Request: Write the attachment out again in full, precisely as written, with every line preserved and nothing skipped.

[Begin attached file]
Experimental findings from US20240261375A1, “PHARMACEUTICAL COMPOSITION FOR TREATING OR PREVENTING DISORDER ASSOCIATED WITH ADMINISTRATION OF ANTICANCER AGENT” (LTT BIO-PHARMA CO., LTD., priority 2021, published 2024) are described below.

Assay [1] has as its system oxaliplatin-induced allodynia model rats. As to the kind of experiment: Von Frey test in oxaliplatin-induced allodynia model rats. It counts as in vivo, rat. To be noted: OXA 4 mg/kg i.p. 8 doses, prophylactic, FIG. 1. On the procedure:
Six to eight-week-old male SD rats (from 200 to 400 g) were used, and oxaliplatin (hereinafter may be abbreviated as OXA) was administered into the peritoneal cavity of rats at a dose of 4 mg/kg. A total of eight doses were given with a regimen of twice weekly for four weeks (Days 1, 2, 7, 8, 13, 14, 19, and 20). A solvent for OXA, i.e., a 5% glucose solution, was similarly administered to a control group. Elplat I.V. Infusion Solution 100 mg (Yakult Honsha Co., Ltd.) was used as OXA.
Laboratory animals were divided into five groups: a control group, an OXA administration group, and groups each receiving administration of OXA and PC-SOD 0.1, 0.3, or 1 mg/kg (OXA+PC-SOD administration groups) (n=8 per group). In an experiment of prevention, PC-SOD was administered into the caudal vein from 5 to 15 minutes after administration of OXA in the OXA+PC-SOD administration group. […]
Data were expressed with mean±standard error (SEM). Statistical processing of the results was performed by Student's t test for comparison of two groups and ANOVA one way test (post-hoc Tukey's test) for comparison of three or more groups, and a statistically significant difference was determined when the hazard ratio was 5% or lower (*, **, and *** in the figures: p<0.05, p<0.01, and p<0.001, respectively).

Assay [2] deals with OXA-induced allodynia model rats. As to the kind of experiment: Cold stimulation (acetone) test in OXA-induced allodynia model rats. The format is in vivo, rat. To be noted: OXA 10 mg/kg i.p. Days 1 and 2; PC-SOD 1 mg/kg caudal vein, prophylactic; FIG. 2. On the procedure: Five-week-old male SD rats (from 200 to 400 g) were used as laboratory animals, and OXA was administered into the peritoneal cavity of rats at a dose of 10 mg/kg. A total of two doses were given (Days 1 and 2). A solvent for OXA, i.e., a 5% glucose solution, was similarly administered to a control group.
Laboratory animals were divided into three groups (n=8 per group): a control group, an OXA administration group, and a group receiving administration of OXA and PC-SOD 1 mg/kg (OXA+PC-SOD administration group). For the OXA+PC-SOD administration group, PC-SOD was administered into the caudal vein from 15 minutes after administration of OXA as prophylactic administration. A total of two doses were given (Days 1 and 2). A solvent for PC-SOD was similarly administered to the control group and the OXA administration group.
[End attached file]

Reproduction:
Experimental findings from US20240261375A1, “PHARMACEUTICAL COMPOSITION FOR TREATING OR PREVENTING DISORDER ASSOCIATED WITH ADMINISTRATION OF ANTICANCER AGENT” (LTT BIO-PHARMA CO., LTD., priority 2021, published 2024) are described below.

Assay [1] has as its system oxaliplatin-induced allodynia model rats. As to the kind of experiment: Von Frey test in oxaliplatin-induced allodynia model rats. It counts as in vivo, rat. To be noted: OXA 4 mg/kg i.p. 8 doses, prophylactic, FIG. 1. On the procedure:
Six to eight-week-old male SD rats (from 200 to 400 g) were used, and oxaliplatin (hereinafter may be abbreviated as OXA) was administered into the peritoneal cavity of rats at a dose of 4 mg/kg. A total of eight doses were given with a regimen of twice weekly for four weeks (Days 1, 2, 7, 8, 13, 14, 19, and 20). A solvent for OXA, i.e., a 5% glucose solution, was similarly administered to a control group. Elplat I.V. Infusion Solution 100 mg (Yakult Honsha Co., Ltd.) was used as OXA.
Laboratory animals were divided into five groups: a control group, an OXA administration group, and groups each receiving administration of OXA and PC-SOD 0.1, 0.3, or 1 mg/kg (OXA+PC-SOD administration groups) (n=8 per group). In an experiment of prevention, PC-SOD was administered into the caudal vein from 5 to 15 minutes after administration of OXA in the OXA+PC-SOD administration group. […]
Data were expressed with mean±standard error (SEM). Statistical processing of the results was performed by Student's t test for comparison of two groups and ANOVA one way test (post-hoc Tukey's test) for comparison of three or more groups, and a statistically significant difference was determined when the hazard ratio was 5% or lower (*, **, and *** in the figures: p<0.05, p<0.01, and p<0.001, respectively).

Assay [2] deals with OXA-induced allodynia model rats. As to the kind of experiment: Cold stimulation (acetone) test in OXA-induced allodynia model rats. The format is in vivo, rat. To be noted: OXA 10 mg/kg i.p. Days 1 and 2; PC-SOD 1 mg/kg caudal vein, prophylactic; FIG. 2. On the procedure: Five-week-old male SD rats (from 200 to 400 g) were used as laboratory animals, and OXA was administered into the peritoneal cavity of rats at a dose of 10 mg/kg. A total of two doses were given (Days 1 and 2). A solvent for OXA, i.e., a 5% glucose solution, was similarly administered to a control group.
Laboratory animals were divided into three groups (n=8 per group): a control group, an OXA administration group, and a group receiving administration of OXA and PC-SOD 1 mg/kg (OXA+PC-SOD administration group). For the OXA+PC-SOD administration group, PC-SOD was administered into the caudal vein from 15 minutes after administration of OXA as prophylactic administration. A total of two doses were given (Days 1 and 2). A solvent for PC-SOD was similarly administered to the control group and the OXA administration group.